ORIGINAL RESEARCH article
Sec. Aging Psychiatry
Volume 14 - 2023 | https://doi.org/10.3389/fpsyt.2023.1083196
How do people with MND and caregivers experience a digital mental health intervention? A qualitative study
- 1School of Psychology, University of Southampton, Southampton, United Kingdom
- 2Primary Care, Population Sciences and Medical Education, University of Southampton, Southampton, United Kingdom
- 3Department of Psychology, Università Cattolica del Sacro Cuore, Milan, Italy
- 4School of Psychological Science, University of Bristol, Bristol, United Kingdom
Objective: We urgently need to develop and evaluate more psychological interventions to support people with Motor Neurone Disease (MND) and caregivers. We used the person-based approach to develop a digital mental health intervention and conducted two studies to explore people’s experiences of using it.
Methods: In Study 1, we conducted think-aloud interviews with 9 people with MND and 8 caregivers, and used findings to refine the intervention. In Study 2, 18 people with MND and 9 caregivers used the intervention for 6 weeks after which in-depth interviews were conducted. Data from both studies were combined and analysed using thematic analysis.
Results: We developed 3 main themes around intervention acceptability, engagement, and usefulness. Participants highlighted the importance of accessibility and realistic presentation of information and support. Tailoring and timing intervention use to suit own needs, preferences, and disease stage was also important. Participants used the strategies presented to develop a positive outlook and regain some control. They also faced some challenges using these strategies in the context of dealing with progressive loss.
Conclusion: People with MND and caregivers can find digital mental health interventions useful. Intervention accessibility and flexibility are important for developing acceptable and engaging interventions for MND.
Motor Neurone Disease (MND) is a progressive, neurological disease which can lead to muscle weakness in the limbs, difficulties communicating, difficulties with swallowing and eating, breathlessness as well as other sensory symptoms and cognitive impairment (1). MND is a life-limiting disease with life expectancy typically 2–3 years from diagnosis (1). Currently there is no cure for MND, and treatment and care are centred around optimising quality of life. Some people with MND and their family members or caregivers can experience high levels of psychological distress and burden (2–5). Psychological support can help improve quality of life, however, research evidence for psychological interventions to support people with MND and caregivers is sparse, and there is an urgent need to develop and evaluate psychological interventions (6–9). Traditional face-to-face therapeutic interventions may not always be inclusive for people with MND with different physical symptoms, and they often require a large amount of time and commitment which can be a barrier for participation and engagement (10, 11). Digital mental health interventions (DMHIs) can provide an alternative format for psychological support and could be an accessible way to provide psychological support to people with MND and caregivers, particularly for those who have difficulties with mobility or speech, or for caregivers who need support that can fit around care tasks and schedules. In places such as the United Kingdom (UK) where demand for psychological support exceeds available resources, DMHIs can also be important for improving access to psychological resources (12, 13).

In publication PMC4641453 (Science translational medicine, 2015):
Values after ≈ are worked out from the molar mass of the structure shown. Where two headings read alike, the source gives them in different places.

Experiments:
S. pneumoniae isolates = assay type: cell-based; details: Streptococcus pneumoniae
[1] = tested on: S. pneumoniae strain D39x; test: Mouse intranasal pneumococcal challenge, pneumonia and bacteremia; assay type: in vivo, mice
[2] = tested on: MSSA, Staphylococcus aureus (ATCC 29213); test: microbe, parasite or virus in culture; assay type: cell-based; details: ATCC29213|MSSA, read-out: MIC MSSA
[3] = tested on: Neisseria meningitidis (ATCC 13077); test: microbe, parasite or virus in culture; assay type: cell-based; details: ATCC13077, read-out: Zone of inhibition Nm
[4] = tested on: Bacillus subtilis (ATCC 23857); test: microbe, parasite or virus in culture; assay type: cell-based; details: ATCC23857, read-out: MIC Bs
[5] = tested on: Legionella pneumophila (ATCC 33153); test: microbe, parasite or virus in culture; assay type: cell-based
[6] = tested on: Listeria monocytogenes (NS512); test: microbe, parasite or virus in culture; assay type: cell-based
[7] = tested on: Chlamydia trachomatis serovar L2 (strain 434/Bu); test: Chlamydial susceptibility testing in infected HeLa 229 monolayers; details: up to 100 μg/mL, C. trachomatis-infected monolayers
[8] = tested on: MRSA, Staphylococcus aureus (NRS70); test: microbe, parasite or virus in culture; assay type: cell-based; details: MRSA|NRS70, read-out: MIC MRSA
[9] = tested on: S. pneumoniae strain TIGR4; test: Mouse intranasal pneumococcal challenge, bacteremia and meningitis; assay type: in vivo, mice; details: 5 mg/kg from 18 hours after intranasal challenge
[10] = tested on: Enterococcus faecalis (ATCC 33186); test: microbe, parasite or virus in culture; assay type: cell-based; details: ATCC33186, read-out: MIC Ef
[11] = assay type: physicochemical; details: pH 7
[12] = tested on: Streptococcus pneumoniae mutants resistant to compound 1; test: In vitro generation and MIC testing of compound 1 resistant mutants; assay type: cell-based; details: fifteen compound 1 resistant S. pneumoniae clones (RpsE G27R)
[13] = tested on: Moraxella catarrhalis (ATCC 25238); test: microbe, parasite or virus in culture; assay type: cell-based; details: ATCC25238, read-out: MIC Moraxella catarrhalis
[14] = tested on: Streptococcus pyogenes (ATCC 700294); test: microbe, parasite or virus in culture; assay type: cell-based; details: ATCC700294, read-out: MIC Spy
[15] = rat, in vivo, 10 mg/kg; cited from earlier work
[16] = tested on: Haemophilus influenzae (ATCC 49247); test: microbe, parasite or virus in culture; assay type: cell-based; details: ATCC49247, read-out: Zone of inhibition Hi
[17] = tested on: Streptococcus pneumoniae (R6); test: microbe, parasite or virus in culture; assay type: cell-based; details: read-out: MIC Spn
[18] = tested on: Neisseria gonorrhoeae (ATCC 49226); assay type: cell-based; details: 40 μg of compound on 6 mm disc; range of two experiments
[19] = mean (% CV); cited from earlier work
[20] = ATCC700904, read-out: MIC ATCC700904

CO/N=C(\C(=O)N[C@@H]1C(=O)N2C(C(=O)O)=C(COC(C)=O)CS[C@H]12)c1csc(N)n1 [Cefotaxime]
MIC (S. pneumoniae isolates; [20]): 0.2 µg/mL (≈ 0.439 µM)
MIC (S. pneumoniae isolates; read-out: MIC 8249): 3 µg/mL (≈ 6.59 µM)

Research on DMHIs for people with MND and caregivers is in its infancy. So far, one online non-meditative mindfulness intervention for people with MND and caregivers, and another blended face-to-face and online acceptance and commitment therapy intervention for caregivers have been reported. Both studies were randomised controlled trials and showed promising results for improving wellbeing and quality of life, however, there were also some problems with adherence and drop out (14–16). Engagement with psychological interventions can be difficult with neurodegenerative conditions, and specifically with MND because of the variability of individual needs and symptoms, uncertainty about the disease and its progression, and challenges with acceptance and readiness to engage with interventions (17, 18). Therefore, understanding the experiences of people who might consider using DMHIs is important, and needed to develop engaging and acceptable psychological interventions for people with MND and caregivers.
We developed a DMHI that contained self-guided emotion regulation strategies, and practical tips to deal with distress and improve wellbeing. The aim of the current paper was to explore how people with MND and caregivers engaged with and used the intervention we developed which would help us refine and optimise it. We also wanted to develop a broader understanding of how people with MND and caregivers engage with and use self-guided DMHIs.
2. Materials and methods